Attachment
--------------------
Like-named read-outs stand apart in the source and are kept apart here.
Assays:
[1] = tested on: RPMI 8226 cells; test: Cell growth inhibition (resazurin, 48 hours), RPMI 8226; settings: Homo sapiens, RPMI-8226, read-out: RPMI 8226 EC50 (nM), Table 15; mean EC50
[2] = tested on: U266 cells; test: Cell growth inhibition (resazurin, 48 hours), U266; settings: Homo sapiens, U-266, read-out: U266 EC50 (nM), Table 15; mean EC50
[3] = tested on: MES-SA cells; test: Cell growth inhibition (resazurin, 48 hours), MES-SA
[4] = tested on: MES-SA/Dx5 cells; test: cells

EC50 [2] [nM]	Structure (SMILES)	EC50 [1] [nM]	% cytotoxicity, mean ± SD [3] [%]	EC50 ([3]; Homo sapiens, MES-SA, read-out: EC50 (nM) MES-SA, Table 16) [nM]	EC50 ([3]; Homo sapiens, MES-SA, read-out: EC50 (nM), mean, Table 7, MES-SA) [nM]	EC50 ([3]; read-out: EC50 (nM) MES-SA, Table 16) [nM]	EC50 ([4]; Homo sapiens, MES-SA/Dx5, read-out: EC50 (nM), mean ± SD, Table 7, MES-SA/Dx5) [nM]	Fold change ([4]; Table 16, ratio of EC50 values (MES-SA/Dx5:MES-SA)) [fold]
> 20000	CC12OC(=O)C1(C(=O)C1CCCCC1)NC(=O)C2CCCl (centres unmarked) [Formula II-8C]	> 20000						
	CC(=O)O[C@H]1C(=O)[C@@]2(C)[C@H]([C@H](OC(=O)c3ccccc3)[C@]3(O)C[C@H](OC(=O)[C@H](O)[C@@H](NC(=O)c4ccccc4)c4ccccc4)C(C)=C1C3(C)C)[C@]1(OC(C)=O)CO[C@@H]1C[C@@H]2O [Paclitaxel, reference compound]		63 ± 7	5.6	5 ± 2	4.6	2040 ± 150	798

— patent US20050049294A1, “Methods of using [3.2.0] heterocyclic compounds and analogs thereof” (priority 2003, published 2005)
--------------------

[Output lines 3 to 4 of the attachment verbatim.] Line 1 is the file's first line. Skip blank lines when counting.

[1] = tested on: RPMI 8226 cells; test: Cell growth inhibition (resazurin, 48 hours), RPMI 8226; settings: Homo sapiens, RPMI-8226, read-out: RPMI 8226 EC50 (nM), Table 15; mean EC50
[2] = tested on: U266 cells; test: Cell growth inhibition (resazurin, 48 hours), U266; settings: Homo sapiens, U-266, read-out: U266 EC50 (nM), Table 15; mean EC50